There’s much discussion about the problems facing rural communities as young people move away in search of work or different lifestyles. Much less is written about those who choose to return. Maddison Barry is one of the latter.
Maddy was born to Jo and Anthony O’Connor in Bermagui in 1992, followed two years later by her brother, Sam. Both went to local Bermagui childcare centres and to the Bermagui Primary School, where they benefitted from great teachers like Jillian Taylor.
In Grade 6, Maddy was elected Prime Minister of the school parliament, and at the end of the year won a special award for leadership and community service.
Sport was always a big part of O’Connor family life. Soccer in Cobargo came early, but was soon overtaken by AFL for both Sam and Maddy while at primary school. Both were members of AusKick when it first started in Bermagui.
Maddy was the first girl to play mixed footy—until at the age of 14 she was forced to retire, but she was to return!
Maddy moved on to Narooma High School and was frequently seen working in the family fruit shop in Bermagui, a preview of things to come. Her last two years of secondary education were at Bega High, and it was here she was awarded an overseas student exchange, sponsored by local Lions clubs. So it was off to America for six weeks, a long way from sunny Bermagui.
By the time she finished Year 12, Maddy had already met her future husband, Aidan Barry, another Narooma High student. They both headed to Melbourne for work and further study. She enrolled at the William Angliss Institute, studying for a Bachelor of Tourism and Hospitality Management. This required one year’s work placement, which she decided was best done in Cairns. So they packed their belongings and headed north, where her first job was with Hartley’s Crocodile Adventures, followed by further experience in café management.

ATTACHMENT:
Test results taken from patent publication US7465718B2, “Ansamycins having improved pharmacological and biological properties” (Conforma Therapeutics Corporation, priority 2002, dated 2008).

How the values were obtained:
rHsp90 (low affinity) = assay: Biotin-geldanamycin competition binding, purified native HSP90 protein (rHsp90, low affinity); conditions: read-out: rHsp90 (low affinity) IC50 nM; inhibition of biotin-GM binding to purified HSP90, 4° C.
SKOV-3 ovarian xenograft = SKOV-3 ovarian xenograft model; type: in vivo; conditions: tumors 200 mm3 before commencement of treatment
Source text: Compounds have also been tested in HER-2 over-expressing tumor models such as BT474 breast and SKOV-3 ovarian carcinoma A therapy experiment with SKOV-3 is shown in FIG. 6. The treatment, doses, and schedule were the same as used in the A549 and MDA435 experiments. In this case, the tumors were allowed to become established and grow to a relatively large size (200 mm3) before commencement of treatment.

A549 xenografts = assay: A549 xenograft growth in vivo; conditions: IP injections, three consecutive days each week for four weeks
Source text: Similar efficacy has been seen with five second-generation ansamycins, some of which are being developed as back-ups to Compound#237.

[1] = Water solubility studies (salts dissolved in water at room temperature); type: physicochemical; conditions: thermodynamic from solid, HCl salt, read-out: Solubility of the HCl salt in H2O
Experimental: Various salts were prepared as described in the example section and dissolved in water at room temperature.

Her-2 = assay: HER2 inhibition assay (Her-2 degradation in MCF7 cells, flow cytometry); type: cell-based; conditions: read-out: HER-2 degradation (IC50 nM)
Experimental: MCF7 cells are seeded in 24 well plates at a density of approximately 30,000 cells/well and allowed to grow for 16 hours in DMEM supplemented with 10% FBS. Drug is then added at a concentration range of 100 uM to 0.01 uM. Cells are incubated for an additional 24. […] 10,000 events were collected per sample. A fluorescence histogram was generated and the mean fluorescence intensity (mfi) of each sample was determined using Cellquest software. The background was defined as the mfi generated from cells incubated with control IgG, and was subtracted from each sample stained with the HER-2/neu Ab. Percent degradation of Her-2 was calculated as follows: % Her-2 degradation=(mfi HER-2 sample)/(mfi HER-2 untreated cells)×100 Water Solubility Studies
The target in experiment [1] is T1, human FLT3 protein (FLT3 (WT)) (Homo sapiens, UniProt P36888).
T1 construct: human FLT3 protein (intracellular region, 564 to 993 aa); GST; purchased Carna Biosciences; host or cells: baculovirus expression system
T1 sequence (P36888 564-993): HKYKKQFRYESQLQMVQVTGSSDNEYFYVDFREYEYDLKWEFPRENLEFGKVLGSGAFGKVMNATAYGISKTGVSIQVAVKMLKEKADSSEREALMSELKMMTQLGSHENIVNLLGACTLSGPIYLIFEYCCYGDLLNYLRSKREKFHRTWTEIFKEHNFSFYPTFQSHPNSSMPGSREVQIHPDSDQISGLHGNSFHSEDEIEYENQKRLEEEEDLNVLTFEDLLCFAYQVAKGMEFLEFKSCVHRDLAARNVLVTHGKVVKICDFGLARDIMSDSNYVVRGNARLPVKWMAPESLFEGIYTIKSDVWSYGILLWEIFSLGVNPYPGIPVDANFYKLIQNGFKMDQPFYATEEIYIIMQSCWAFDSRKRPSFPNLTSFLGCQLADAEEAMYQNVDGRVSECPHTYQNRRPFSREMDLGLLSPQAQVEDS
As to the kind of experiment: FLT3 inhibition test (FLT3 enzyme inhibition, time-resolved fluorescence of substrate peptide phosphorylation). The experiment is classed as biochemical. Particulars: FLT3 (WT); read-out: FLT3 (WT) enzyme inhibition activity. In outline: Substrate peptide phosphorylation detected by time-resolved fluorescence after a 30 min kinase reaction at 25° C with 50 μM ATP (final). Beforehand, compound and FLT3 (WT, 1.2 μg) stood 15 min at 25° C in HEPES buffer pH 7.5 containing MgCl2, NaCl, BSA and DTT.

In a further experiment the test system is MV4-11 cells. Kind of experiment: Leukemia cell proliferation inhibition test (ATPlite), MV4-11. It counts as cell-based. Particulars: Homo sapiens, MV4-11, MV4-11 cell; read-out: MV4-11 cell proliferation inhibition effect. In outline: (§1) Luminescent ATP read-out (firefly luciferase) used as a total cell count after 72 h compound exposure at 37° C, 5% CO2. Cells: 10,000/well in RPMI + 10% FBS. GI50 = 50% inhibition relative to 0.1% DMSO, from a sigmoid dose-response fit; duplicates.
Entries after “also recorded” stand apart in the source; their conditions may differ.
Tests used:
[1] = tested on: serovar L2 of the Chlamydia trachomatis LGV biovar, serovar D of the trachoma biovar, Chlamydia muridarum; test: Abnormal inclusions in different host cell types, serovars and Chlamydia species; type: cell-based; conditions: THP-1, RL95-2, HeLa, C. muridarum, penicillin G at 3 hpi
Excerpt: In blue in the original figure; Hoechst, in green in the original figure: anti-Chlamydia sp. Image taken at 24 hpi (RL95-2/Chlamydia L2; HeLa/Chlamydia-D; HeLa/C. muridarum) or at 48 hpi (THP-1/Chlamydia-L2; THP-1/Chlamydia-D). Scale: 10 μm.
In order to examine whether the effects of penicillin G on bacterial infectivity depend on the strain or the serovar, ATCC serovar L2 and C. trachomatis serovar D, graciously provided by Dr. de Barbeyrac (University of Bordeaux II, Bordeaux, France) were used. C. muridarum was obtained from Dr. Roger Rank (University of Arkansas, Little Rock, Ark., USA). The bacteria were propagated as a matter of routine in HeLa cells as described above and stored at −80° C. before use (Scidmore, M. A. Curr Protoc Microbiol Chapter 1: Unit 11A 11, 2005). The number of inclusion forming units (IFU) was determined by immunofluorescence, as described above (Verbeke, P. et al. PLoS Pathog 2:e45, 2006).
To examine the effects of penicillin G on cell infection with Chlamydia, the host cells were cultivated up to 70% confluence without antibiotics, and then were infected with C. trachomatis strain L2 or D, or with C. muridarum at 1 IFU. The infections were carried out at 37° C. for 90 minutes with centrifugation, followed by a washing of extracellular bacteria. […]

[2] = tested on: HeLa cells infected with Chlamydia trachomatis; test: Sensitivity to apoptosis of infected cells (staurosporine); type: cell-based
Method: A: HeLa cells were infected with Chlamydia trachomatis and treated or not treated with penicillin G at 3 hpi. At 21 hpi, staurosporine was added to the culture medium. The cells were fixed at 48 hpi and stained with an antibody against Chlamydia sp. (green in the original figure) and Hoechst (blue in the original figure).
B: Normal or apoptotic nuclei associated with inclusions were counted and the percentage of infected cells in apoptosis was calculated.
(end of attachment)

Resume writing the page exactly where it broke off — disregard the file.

By the time she and Aidan made the decision to come back to Bermagui, they had their first baby, Willow, and Maddy had clocked up years of experience in the hospitality industry in Melbourne, Cairns, Cobargo, Narooma, Tilba and Bermagui. She credits her family for giving her a strong work ethic and an appreciation of the challenges facing business in small communities. Settled back in Bermagui, Maddy was determined to pursue her interest in hospitality and her dream of managing a local business. Both Maddy and Aiden quickly found work in the hospitality and food industry in town, and by 2018 a second baby, Eli, completed the young family.
Footy returned to Maddy’s life, and even when pregnant she was active in the Bermi Breakers Club as a volunteer, responsible for marketing and fund-raising. This year she returned to the field, and finished the season as the leading goal kicker for Bermi and for the region, awarded for her work as a volunteer and for her coaching of the AusKick juniors. She regards her involvement with the footy club as a major way in which she re-integrated back into the community after being absent for five and half years.
Just recently, with the support of other young people in business in the region, Maddy, Aidan and Maddy’s mum Jo O’Connor formed a partnership and took over the management of Crème Patisserie. Now a young wife, mother of two children under four, footy champion and volunteer extraordinaire, Maddy emerges as a professional business woman in the industry she loves, in the town she loves. She speaks passionately about the future of the town, and of the under-35-year-olds now managing a range of enterprises, confident in shaping a different economy and community for themselves and their children, and achieving a proper life/work balance.
Leaving the town, first for her stint in America, then for Melbourne and northern Queensland, have all been positive decisions and have cemented her ideas of what she wants to achieve for herself and her family. The town to which she has returned is much different to the one she left—especially, she says, the strong support that young business people are giving to each other. It has become common for businesses to co-operate with each other, referring tourists on to ensure everyone gets the most out of their visits. One of the things that has remained constant is the belief that it takes a village to raise a child; just as Maddy and Sam were watched over by friends and community members, now Willow and Eli are known to all and sundry and their safety and happiness are monitored by many local residents.
So don’t let’s get upset when young people leave—let’s celebrate and support them when they come home.
Heather O’Connor, proud grandmother